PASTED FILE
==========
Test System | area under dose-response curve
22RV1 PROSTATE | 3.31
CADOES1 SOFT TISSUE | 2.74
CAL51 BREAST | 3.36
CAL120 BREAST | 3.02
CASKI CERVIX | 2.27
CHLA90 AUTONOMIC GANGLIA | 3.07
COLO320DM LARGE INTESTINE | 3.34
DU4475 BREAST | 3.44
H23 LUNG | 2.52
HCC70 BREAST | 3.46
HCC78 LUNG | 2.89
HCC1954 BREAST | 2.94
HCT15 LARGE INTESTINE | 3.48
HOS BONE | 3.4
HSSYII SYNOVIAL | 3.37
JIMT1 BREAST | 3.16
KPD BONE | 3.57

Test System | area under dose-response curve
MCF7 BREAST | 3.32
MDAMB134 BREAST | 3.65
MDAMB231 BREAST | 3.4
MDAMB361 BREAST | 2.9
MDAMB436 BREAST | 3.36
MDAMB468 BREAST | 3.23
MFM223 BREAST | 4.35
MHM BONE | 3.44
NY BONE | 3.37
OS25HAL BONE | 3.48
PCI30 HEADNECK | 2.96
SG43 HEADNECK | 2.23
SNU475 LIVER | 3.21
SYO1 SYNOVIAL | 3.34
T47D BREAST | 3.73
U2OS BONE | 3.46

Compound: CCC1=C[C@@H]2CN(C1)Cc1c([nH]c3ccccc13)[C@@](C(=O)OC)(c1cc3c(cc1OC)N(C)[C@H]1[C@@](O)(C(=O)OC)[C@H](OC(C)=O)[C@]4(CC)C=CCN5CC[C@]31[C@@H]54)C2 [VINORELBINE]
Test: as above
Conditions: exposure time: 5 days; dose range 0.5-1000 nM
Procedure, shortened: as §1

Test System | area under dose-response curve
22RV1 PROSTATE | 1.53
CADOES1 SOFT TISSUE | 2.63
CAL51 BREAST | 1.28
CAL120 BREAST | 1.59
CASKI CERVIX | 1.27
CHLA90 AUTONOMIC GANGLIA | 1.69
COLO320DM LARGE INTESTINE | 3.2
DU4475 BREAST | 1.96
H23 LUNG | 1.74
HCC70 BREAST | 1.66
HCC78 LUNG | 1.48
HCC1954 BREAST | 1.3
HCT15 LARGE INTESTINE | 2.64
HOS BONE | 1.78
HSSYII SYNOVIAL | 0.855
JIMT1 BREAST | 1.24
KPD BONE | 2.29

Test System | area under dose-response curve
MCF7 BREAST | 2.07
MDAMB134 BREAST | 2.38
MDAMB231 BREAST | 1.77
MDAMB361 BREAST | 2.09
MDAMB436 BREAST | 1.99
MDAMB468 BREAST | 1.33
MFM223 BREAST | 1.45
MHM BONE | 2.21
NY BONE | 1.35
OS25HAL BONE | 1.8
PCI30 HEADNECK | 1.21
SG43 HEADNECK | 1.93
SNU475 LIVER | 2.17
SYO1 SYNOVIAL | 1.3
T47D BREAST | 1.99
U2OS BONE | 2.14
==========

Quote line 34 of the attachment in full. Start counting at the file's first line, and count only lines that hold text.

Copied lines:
T47D BREAST | 3.73